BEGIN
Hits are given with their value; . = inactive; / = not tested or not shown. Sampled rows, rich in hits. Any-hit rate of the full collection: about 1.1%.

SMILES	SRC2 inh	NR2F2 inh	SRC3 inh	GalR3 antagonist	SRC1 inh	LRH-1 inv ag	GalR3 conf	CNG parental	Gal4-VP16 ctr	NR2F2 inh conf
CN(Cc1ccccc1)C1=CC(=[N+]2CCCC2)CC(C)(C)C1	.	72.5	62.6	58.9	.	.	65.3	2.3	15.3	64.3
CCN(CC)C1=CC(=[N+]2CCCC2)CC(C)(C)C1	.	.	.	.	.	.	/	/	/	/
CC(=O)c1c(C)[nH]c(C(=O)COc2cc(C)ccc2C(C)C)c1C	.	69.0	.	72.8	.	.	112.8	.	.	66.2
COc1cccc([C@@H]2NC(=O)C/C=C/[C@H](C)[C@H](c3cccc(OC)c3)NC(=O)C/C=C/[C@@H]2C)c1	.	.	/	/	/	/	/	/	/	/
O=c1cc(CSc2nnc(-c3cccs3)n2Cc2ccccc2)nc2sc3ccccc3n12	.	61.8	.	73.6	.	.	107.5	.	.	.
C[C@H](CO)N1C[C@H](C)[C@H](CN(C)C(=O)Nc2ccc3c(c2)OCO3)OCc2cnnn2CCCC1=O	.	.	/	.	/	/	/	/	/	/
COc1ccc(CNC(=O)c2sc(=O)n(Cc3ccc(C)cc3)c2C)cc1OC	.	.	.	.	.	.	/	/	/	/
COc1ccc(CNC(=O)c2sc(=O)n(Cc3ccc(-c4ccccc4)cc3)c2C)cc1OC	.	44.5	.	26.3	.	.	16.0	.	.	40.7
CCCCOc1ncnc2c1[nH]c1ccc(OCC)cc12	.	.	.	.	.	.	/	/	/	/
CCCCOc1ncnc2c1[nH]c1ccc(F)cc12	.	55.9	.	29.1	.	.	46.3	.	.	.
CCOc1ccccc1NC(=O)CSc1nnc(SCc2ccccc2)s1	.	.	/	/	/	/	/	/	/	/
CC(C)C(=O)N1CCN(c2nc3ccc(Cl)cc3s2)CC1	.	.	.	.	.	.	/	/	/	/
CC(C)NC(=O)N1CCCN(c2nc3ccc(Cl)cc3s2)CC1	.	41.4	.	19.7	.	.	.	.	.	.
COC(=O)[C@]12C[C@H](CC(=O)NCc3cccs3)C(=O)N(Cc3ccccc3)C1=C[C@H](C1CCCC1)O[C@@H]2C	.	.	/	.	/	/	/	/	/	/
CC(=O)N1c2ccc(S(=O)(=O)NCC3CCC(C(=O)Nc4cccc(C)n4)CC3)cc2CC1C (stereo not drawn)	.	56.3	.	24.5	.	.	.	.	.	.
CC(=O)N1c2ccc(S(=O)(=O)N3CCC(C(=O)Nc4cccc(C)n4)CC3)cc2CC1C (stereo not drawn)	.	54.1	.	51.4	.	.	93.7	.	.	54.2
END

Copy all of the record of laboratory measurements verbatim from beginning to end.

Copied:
Hits are given with their value; . = inactive; / = not tested or not shown. Sampled rows, rich in hits. Any-hit rate of the full collection: about 1.1%.

SMILES	SRC2 inh	NR2F2 inh	SRC3 inh	GalR3 antagonist	SRC1 inh	LRH-1 inv ag	GalR3 conf	CNG parental	Gal4-VP16 ctr	NR2F2 inh conf
CN(Cc1ccccc1)C1=CC(=[N+]2CCCC2)CC(C)(C)C1	.	72.5	62.6	58.9	.	.	65.3	2.3	15.3	64.3
CCN(CC)C1=CC(=[N+]2CCCC2)CC(C)(C)C1	.	.	.	.	.	.	/	/	/	/
CC(=O)c1c(C)[nH]c(C(=O)COc2cc(C)ccc2C(C)C)c1C	.	69.0	.	72.8	.	.	112.8	.	.	66.2
COc1cccc([C@@H]2NC(=O)C/C=C/[C@H](C)[C@H](c3cccc(OC)c3)NC(=O)C/C=C/[C@@H]2C)c1	.	.	/	/	/	/	/	/	/	/
O=c1cc(CSc2nnc(-c3cccs3)n2Cc2ccccc2)nc2sc3ccccc3n12	.	61.8	.	73.6	.	.	107.5	.	.	.
C[C@H](CO)N1C[C@H](C)[C@H](CN(C)C(=O)Nc2ccc3c(c2)OCO3)OCc2cnnn2CCCC1=O	.	.	/	.	/	/	/	/	/	/
COc1ccc(CNC(=O)c2sc(=O)n(Cc3ccc(C)cc3)c2C)cc1OC	.	.	.	.	.	.	/	/	/	/
COc1ccc(CNC(=O)c2sc(=O)n(Cc3ccc(-c4ccccc4)cc3)c2C)cc1OC	.	44.5	.	26.3	.	.	16.0	.	.	40.7
CCCCOc1ncnc2c1[nH]c1ccc(OCC)cc12	.	.	.	.	.	.	/	/	/	/
CCCCOc1ncnc2c1[nH]c1ccc(F)cc12	.	55.9	.	29.1	.	.	46.3	.	.	.
CCOc1ccccc1NC(=O)CSc1nnc(SCc2ccccc2)s1	.	.	/	/	/	/	/	/	/	/
CC(C)C(=O)N1CCN(c2nc3ccc(Cl)cc3s2)CC1	.	.	.	.	.	.	/	/	/	/
CC(C)NC(=O)N1CCCN(c2nc3ccc(Cl)cc3s2)CC1	.	41.4	.	19.7	.	.	.	.	.	.
COC(=O)[C@]12C[C@H](CC(=O)NCc3cccs3)C(=O)N(Cc3ccccc3)C1=C[C@H](C1CCCC1)O[C@@H]2C	.	.	/	.	/	/	/	/	/	/
CC(=O)N1c2ccc(S(=O)(=O)NCC3CCC(C(=O)Nc4cccc(C)n4)CC3)cc2CC1C (stereo not drawn)	.	56.3	.	24.5	.	.	.	.	.	.
CC(=O)N1c2ccc(S(=O)(=O)N3CCC(C(=O)Nc4cccc(C)n4)CC3)cc2CC1C (stereo not drawn)	.	54.1	.	51.4	.	.	93.7	.	.	54.2